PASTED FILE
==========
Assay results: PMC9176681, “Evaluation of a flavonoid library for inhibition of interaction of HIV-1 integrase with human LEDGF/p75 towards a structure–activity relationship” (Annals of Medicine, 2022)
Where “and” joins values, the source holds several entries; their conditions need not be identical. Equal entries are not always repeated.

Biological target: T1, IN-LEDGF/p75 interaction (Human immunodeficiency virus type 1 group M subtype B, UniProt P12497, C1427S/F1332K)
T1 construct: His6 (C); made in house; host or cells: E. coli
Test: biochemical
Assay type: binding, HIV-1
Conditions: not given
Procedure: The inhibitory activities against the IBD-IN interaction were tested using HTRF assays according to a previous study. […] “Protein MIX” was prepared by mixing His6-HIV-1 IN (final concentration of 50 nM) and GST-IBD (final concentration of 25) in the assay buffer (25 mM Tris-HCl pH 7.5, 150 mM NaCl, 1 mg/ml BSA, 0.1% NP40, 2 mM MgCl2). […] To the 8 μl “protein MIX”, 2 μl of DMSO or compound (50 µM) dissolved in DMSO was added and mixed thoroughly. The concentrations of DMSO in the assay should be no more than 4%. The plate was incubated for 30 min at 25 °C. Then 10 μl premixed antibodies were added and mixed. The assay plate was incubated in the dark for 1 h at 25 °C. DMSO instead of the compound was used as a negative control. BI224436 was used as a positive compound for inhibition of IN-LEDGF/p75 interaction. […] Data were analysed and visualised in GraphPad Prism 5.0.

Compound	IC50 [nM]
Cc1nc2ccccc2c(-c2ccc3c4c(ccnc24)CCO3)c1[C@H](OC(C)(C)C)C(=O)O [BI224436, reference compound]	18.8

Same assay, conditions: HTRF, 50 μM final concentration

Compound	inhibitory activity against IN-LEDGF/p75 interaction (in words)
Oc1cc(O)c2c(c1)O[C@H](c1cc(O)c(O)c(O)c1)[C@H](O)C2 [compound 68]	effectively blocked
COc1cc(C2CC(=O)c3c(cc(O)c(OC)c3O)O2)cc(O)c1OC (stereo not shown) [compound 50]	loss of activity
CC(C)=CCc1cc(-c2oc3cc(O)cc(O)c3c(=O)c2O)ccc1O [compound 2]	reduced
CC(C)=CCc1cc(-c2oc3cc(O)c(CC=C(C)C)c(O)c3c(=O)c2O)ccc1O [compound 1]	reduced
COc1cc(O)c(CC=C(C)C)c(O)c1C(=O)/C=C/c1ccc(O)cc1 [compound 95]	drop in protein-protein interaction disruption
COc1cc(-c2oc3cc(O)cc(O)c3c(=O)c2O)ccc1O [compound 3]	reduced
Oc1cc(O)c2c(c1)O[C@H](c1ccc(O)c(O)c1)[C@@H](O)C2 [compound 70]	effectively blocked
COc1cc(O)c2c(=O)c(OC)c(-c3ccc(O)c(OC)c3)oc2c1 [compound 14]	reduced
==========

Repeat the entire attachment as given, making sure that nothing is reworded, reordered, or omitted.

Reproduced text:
Assay results: PMC9176681, “Evaluation of a flavonoid library for inhibition of interaction of HIV-1 integrase with human LEDGF/p75 towards a structure–activity relationship” (Annals of Medicine, 2022)
Where “and” joins values, the source holds several entries; their conditions need not be identical. Equal entries are not always repeated.

Biological target: T1, IN-LEDGF/p75 interaction (Human immunodeficiency virus type 1 group M subtype B, UniProt P12497, C1427S/F1332K)
T1 construct: His6 (C); made in house; host or cells: E. coli
Test: biochemical
Assay type: binding, HIV-1
Conditions: not given
Procedure: The inhibitory activities against the IBD-IN interaction were tested using HTRF assays according to a previous study. […] “Protein MIX” was prepared by mixing His6-HIV-1 IN (final concentration of 50 nM) and GST-IBD (final concentration of 25) in the assay buffer (25 mM Tris-HCl pH 7.5, 150 mM NaCl, 1 mg/ml BSA, 0.1% NP40, 2 mM MgCl2). […] To the 8 μl “protein MIX”, 2 μl of DMSO or compound (50 µM) dissolved in DMSO was added and mixed thoroughly. The concentrations of DMSO in the assay should be no more than 4%. The plate was incubated for 30 min at 25 °C. Then 10 μl premixed antibodies were added and mixed. The assay plate was incubated in the dark for 1 h at 25 °C. DMSO instead of the compound was used as a negative control. BI224436 was used as a positive compound for inhibition of IN-LEDGF/p75 interaction. […] Data were analysed and visualised in GraphPad Prism 5.0.

Compound	IC50 [nM]
Cc1nc2ccccc2c(-c2ccc3c4c(ccnc24)CCO3)c1[C@H](OC(C)(C)C)C(=O)O [BI224436, reference compound]	18.8

Same assay, conditions: HTRF, 50 μM final concentration

Compound	inhibitory activity against IN-LEDGF/p75 interaction (in words)
Oc1cc(O)c2c(c1)O[C@H](c1cc(O)c(O)c(O)c1)[C@H](O)C2 [compound 68]	effectively blocked
COc1cc(C2CC(=O)c3c(cc(O)c(OC)c3O)O2)cc(O)c1OC (stereo not shown) [compound 50]	loss of activity
CC(C)=CCc1cc(-c2oc3cc(O)cc(O)c3c(=O)c2O)ccc1O [compound 2]	reduced
CC(C)=CCc1cc(-c2oc3cc(O)c(CC=C(C)C)c(O)c3c(=O)c2O)ccc1O [compound 1]	reduced
COc1cc(O)c(CC=C(C)C)c(O)c1C(=O)/C=C/c1ccc(O)cc1 [compound 95]	drop in protein-protein interaction disruption
COc1cc(-c2oc3cc(O)cc(O)c3c(=O)c2O)ccc1O [compound 3]	reduced
Oc1cc(O)c2c(c1)O[C@H](c1ccc(O)c(O)c1)[C@@H](O)C2 [compound 70]	effectively blocked
COc1cc(O)c2c(=O)c(OC)c(-c3ccc(O)c(OC)c3)oc2c1 [compound 14]	reduced